Lin Farley

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Lin Farley
Born (1942-12-14) December 14, 1942 (age 77)
NationalityUnited States
OccupationAuthor and journalist
Known forcoining the phrase "sexual harassment" and calling attention to the issue of sexual harassment of women in the workplace

Lin Farley (born December 14, 1942) is an American author, journalist and feminist. She was a leader in calling attention to the problems faced by women in the workforce, in particular sexual harassment.

Sexual harassment[edit]

In 1974 she was hired by Cornell University as director of the university's Women's Section and lecturer for a field study course called Women and Work. In a 1974 consciousness raising discussion connected with that course, she began to realize the extent of the problem that she later termed "sexual harassment".[1] As the women in the class described their experiences in the workplace she noticed a pattern: every woman there had either quit or been fired from a job because they had been made so uncomfortable by the behavior of men. She discovered that this phenomenon of male harassment and intimidation of female workers had not been described in the literature and was not publicly recognized as a problem, although she continued to hear it described by women from all walks of life.[2]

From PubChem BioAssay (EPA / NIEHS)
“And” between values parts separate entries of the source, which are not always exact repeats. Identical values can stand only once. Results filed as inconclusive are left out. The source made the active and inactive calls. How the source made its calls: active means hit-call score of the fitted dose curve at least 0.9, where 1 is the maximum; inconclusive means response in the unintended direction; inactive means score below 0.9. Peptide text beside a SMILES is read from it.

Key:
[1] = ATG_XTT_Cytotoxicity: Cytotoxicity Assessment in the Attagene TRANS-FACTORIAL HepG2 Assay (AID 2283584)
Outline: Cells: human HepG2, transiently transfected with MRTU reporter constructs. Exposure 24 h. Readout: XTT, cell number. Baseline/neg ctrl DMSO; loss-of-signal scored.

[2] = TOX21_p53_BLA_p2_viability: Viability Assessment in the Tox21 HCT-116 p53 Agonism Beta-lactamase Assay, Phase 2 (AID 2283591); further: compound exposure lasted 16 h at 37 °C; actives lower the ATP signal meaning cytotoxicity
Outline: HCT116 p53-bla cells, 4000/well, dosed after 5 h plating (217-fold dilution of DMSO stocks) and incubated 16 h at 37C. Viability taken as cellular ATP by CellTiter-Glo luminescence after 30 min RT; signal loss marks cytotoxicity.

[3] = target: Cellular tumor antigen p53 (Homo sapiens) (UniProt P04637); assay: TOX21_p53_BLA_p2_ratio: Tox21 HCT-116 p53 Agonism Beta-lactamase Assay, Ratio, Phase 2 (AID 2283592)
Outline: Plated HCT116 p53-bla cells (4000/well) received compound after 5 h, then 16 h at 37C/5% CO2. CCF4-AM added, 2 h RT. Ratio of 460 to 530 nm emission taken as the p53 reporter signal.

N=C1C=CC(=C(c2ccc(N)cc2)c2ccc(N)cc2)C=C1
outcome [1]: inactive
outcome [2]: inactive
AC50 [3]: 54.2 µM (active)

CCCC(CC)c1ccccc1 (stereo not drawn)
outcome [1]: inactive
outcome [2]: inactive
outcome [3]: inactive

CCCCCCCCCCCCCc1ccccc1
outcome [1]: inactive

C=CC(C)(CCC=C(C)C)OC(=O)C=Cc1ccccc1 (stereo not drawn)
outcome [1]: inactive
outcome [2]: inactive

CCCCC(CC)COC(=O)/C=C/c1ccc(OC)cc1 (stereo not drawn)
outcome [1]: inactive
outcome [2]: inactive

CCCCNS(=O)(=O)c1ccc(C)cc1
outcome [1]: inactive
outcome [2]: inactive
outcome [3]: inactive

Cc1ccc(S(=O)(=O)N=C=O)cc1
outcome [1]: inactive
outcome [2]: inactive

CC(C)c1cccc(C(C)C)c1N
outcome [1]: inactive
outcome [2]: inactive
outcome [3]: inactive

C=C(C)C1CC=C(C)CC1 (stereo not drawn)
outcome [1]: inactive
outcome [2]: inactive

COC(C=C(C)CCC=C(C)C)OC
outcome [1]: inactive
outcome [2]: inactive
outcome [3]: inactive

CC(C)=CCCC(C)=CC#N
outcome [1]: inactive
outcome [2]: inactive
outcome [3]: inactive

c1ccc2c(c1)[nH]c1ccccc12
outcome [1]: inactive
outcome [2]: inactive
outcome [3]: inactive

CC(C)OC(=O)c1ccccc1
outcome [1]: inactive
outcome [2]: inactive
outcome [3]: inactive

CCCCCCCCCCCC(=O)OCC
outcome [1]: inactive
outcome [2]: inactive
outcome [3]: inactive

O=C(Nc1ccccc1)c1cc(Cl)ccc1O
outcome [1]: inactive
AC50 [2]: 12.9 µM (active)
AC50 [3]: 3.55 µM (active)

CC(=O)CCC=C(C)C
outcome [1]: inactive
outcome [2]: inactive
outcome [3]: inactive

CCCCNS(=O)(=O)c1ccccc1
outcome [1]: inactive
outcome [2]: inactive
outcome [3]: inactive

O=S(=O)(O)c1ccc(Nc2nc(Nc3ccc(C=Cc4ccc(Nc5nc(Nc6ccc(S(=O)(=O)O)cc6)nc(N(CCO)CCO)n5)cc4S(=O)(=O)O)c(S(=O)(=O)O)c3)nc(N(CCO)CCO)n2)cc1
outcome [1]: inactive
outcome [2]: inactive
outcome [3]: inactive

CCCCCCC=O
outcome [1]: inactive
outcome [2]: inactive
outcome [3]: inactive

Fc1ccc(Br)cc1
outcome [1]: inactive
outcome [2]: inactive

In 1975, inspired by the case of Carmita Wood, an administrative assistant to Cornell professor Boyce McDaniel, the group at Cornell formed the anti-harassment organization Working Women United. Wood had resigned after she developed physical symptoms due to the stress of fighting off McDaniel's persistent sexual advances. After Cornell denied her unemployment compensation, Wood approached the Human Affairs Office, which was staffed by Farley and two other committed feminists, Susan Meyer and Karen Sauvigné.[3]

In April 1975 she testified before the New York City Human Rights Commission Hearings on Women and Work, led by Eleanor Holmes Norton. She defined sexual harassment as "unwanted sexual advances against women employees by male supervisors, bosses, foremen or managers." She gave examples: "It often means that a woman is hired because she is pretty, regardless of her qualifications; that a woman's job security is eternally dependent on how well she pleases her boss, and he often thinks sexual companionship is part of the job description; and that women are fired because they have aged or they are too independent or they say 'no' to sexual byplay."[4]